French right-winger Valerie Pecresse was a rank outsider in the race for the presidency just a month ago, but with under 100 days to the election she is seen as the best-placed challenger to Emmanuel Macron.

Backed by her Republicans party which has deep roots nation-wide, the 54-year-old is bidding to be France's first woman president with a slogan that promises "restored French pride".

During a trip to the south on Thursday, the head of the greater Paris region made clear she planned to campaign on an unabashed right-wing platform of law and order.

With under 100 days to election day, Valerie Pecresse is seen as the best-placed challenger to President Emmanuel Macron With under 100 days to election day, Valerie Pecresse is seen as the best-placed challenger to President Emmanuel Macron Photo: AFP / BERTRAND GUAY

While promising to take a "Karcher" power-hose to crime-ridden urban ghettos in France, she accused President Macron of being soft on drug dealers and "complicit" in a rise in violence.

"I don't want any more areas without the rule of law, without France," she told an elderly crowd of a few hundred people in the town of Cavaillon where drug-related gun crime is a source of concern.

Saying she didn't care about "political correctness", Pecresse declared: "Yes, I can say it: There is a link between delinquency and immigration."

Valerie Pecresse vowed 'no more areas without rule of law' during a trip to the southern town of Cavaillon on Thursday Valerie Pecresse vowed 'no more areas without rule of law' during a trip to the southern town of Cavaillon on Thursday Photo: AFP / Pascal GUYOT

By focusing on identity, crime and immigration, she is targeting areas where she views Macron as vulnerable -- and borrowing from the playbook of far-right candidates Marine Le Pen and her rival Eric Zemmour.

"There's not an increase in the fear of crime, there's an increase in crime," Pecresse said, describing drug-dealers taking over tower blocks and teachers trembling in front of their classes.

Surveys of voters show that immigration and crime are indeed among their top concerns, but below the rising cost of living and jobs.

Right-wing candidate Valerie Pecresse is bidding to be France's first woman president Right-wing candidate Valerie Pecresse is bidding to be France's first woman president Photo: AFP / Ludovic MARIN

Pro-business Macron is banking on voters crediting him with falling unemployment and rising wages, as well as his handling of the Covid-19 crisis.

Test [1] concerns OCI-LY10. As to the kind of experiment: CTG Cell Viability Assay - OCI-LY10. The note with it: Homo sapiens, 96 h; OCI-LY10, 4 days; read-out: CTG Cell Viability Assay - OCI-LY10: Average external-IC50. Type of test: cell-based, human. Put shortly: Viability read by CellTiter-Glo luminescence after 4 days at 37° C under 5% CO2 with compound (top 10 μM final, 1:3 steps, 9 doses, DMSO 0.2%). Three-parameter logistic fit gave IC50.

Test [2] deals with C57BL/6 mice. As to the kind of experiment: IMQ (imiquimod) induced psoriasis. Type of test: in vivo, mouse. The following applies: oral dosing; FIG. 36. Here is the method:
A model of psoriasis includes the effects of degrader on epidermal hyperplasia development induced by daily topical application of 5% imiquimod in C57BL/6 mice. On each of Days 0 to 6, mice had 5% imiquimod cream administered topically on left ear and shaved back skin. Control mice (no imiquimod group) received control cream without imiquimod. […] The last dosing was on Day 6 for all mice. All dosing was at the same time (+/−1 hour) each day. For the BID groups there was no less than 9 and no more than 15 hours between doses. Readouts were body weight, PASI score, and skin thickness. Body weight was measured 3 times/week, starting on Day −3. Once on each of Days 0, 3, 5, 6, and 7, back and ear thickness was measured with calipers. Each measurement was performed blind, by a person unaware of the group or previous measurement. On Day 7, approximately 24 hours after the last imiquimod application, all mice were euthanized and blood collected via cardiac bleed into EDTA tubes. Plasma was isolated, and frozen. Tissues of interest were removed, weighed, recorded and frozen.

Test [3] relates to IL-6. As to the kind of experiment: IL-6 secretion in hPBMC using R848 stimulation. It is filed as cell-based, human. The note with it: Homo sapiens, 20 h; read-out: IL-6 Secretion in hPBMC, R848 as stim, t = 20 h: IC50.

Only days after causing an uproar by saying he wanted to "piss off" the unvaccinated, the 44-year-old is to head south next Monday to Nice for his own trip focused on security.

One poll in December -- still an outlier -- suggested Macron could lose to Pecresse One poll in December -- still an outlier -- suggested Macron could lose to Pecresse Photo: AFP / Ludovic MARIN

France goes to the polls on April 10 and 24 under an electoral system that sees the top two candidates in the first round advance to a second-round run-off where the winner must garner more than 50 percent.

The country is widely seen as deeply divided, worried about its future and place in the world, and engaged in a culture war over identity and the colonial past.

Pecresse has described herself as 'one-third Margaret Thatcher and two-thirds Angela Merkel' Pecresse has described herself as 'one-third Margaret Thatcher and two-thirds Angela Merkel' Photo: AFP / Pascal GUYOT

For all of Macron's term, polls have consistently suggested this year's election would likely be a re-run of the 2017 vote that saw Macron beat Le Pen in the second round.

But the emergence of Zemmour, an anti-Islam television pundit, as well as Pecresse's clinching of the Republicans party nomination in early December, have cast sudden doubt on Le Pen's future.

"We realise now that Le Pen was far more fragile than we thought only a few months ago," Bruno Jeanbart, vice-president of polling group OpinionWay, told AFP.

All polls currently indicate that Macron would win the first round of the election on a score of around 26 percent, with Pecresse and Le Pen battling for the second spot in the run-off on around 16 percent each.

The highly fragmented left trails far behind.

Macron is shown winning the second-round for the moment, but one poll in December suggested he would lose to Pecresse -- an outlier for the moment, but it rang alarm bells in the ruling party.

"Pecresse is definitely the more dangerous one for him (Macron)," commented Dominique Reynie, a political scientist who heads the Fondation pour l'innovation politique, a Paris-based think-tank.

Macron and his team have long-practised arguments against Le Pen, accusing her of playing to the racist and anti-Semitic political fringe, as well as raising concerns about her competence.

Pecresse, who has described herself as "one-third Margaret Thatcher and two-thirds Angela Merkel", presents a different target.

She is from the mainstream right, a former higher education minister with experience of running France's biggest urban area since 2015.

"They're having difficulties with her," Jeanbart said. "I think part of the problem is that they weren't expecting it."

Despite her strengths, in a campaign overshadowed by the Covid-19 pandemic, "You can't say that there's a real dynamic," according to Reynie. "I don't sense that she's in the process of lighting up the campaign."

She's not seen as a polished public speaker, nor a natural grassroots campaigner, while the Republicans party struggles to appeal beyond its core demographic of wealthy, elderly conservatives.

"Our polling doesn't enable us to know who's going to make it to the second round," Jeanbart said. "The margins are too small."